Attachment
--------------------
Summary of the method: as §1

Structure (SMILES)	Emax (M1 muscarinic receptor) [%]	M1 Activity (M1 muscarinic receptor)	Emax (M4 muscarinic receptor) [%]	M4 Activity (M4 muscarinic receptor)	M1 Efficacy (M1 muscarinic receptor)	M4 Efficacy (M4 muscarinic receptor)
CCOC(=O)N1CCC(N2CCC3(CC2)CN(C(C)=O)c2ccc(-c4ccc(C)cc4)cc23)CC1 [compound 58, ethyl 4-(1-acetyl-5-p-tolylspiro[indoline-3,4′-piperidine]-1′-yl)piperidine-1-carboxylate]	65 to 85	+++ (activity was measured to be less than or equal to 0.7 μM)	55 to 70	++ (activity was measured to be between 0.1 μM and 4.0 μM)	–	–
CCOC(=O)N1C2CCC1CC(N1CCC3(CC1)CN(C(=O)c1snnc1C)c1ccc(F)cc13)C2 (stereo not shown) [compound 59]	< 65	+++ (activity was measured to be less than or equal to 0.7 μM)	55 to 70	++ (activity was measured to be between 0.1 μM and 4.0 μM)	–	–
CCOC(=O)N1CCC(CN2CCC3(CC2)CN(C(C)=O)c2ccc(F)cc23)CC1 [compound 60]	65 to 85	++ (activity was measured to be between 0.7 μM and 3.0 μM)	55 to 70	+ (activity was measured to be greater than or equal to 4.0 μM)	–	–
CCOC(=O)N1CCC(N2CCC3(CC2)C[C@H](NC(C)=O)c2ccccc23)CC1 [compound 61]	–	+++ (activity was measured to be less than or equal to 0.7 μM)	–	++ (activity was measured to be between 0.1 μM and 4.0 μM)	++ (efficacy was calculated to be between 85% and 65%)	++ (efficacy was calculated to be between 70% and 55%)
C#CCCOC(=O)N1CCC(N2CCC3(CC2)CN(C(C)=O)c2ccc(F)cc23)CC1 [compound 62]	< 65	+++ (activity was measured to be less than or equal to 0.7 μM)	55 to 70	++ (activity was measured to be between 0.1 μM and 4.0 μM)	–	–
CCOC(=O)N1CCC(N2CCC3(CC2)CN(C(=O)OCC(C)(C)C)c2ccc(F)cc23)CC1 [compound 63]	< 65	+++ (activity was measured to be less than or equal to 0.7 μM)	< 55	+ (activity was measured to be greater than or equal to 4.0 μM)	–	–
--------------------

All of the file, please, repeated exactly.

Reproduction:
Summary of the method: as §1

Structure (SMILES)	Emax (M1 muscarinic receptor) [%]	M1 Activity (M1 muscarinic receptor)	Emax (M4 muscarinic receptor) [%]	M4 Activity (M4 muscarinic receptor)	M1 Efficacy (M1 muscarinic receptor)	M4 Efficacy (M4 muscarinic receptor)
CCOC(=O)N1CCC(N2CCC3(CC2)CN(C(C)=O)c2ccc(-c4ccc(C)cc4)cc23)CC1 [compound 58, ethyl 4-(1-acetyl-5-p-tolylspiro[indoline-3,4′-piperidine]-1′-yl)piperidine-1-carboxylate]	65 to 85	+++ (activity was measured to be less than or equal to 0.7 μM)	55 to 70	++ (activity was measured to be between 0.1 μM and 4.0 μM)	–	–
CCOC(=O)N1C2CCC1CC(N1CCC3(CC1)CN(C(=O)c1snnc1C)c1ccc(F)cc13)C2 (stereo not shown) [compound 59]	< 65	+++ (activity was measured to be less than or equal to 0.7 μM)	55 to 70	++ (activity was measured to be between 0.1 μM and 4.0 μM)	–	–
CCOC(=O)N1CCC(CN2CCC3(CC2)CN(C(C)=O)c2ccc(F)cc23)CC1 [compound 60]	65 to 85	++ (activity was measured to be between 0.7 μM and 3.0 μM)	55 to 70	+ (activity was measured to be greater than or equal to 4.0 μM)	–	–
CCOC(=O)N1CCC(N2CCC3(CC2)C[C@H](NC(C)=O)c2ccccc23)CC1 [compound 61]	–	+++ (activity was measured to be less than or equal to 0.7 μM)	–	++ (activity was measured to be between 0.1 μM and 4.0 μM)	++ (efficacy was calculated to be between 85% and 65%)	++ (efficacy was calculated to be between 70% and 55%)
C#CCCOC(=O)N1CCC(N2CCC3(CC2)CN(C(C)=O)c2ccc(F)cc23)CC1 [compound 62]	< 65	+++ (activity was measured to be less than or equal to 0.7 μM)	55 to 70	++ (activity was measured to be between 0.1 μM and 4.0 μM)	–	–
CCOC(=O)N1CCC(N2CCC3(CC2)CN(C(=O)OCC(C)(C)C)c2ccc(F)cc23)CC1 [compound 63]	< 65	+++ (activity was measured to be less than or equal to 0.7 μM)	< 55	+ (activity was measured to be greater than or equal to 4.0 μM)	–	–